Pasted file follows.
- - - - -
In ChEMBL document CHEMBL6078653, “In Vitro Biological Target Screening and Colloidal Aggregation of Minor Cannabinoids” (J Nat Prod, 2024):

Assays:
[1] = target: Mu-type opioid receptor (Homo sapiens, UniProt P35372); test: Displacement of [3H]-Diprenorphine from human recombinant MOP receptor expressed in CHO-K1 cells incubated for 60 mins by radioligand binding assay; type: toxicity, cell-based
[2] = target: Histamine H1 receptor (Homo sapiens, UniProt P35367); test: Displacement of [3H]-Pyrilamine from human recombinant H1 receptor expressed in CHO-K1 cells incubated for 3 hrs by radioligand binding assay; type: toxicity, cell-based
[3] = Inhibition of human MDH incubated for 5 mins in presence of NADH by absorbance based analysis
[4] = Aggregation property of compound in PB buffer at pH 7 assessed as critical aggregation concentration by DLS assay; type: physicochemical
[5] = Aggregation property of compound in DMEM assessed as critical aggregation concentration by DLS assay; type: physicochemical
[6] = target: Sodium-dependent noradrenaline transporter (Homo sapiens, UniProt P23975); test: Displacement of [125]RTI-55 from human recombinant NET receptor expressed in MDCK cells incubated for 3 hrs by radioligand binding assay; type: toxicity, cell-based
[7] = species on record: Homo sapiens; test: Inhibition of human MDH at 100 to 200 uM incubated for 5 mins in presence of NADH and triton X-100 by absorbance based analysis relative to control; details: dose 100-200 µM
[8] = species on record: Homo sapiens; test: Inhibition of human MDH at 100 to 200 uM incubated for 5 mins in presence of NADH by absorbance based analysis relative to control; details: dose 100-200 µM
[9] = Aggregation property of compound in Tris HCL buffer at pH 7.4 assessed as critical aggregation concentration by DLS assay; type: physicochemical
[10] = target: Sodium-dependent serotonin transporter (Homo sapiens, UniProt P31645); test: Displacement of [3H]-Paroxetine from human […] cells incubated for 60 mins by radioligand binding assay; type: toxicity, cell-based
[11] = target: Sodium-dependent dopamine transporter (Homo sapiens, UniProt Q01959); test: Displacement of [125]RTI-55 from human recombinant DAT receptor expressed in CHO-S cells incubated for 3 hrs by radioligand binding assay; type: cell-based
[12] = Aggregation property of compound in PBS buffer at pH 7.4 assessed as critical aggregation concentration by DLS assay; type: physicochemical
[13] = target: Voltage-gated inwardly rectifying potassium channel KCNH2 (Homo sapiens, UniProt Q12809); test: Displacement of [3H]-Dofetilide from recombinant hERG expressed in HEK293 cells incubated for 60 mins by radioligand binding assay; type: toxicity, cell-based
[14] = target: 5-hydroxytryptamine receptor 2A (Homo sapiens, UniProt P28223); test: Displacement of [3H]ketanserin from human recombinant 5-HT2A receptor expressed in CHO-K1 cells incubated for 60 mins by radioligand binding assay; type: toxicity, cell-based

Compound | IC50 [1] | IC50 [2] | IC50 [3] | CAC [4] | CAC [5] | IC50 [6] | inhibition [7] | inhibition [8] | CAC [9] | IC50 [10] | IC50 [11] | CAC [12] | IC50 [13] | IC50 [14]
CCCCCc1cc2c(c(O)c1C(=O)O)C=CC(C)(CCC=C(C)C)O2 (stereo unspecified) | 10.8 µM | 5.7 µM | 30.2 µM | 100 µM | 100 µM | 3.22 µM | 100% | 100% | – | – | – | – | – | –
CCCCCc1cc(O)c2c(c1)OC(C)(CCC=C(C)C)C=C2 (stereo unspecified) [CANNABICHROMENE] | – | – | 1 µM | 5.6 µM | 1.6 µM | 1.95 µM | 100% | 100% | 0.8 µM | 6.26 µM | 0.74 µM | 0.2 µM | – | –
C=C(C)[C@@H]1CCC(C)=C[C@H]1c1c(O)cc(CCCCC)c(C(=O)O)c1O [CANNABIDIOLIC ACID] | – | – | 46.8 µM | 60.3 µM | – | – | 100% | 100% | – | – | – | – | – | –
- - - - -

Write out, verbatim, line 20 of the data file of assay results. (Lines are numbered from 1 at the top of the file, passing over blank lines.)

C=C(C)[C@@H]1CCC(C)=C[C@H]1c1c(O)cc(CCCCC)c(C(=O)O)c1O [CANNABIDIOLIC ACID] | – | – | 46.8 µM | 60.3 µM | – | – | 100% | 100% | – | – | – | – | – | –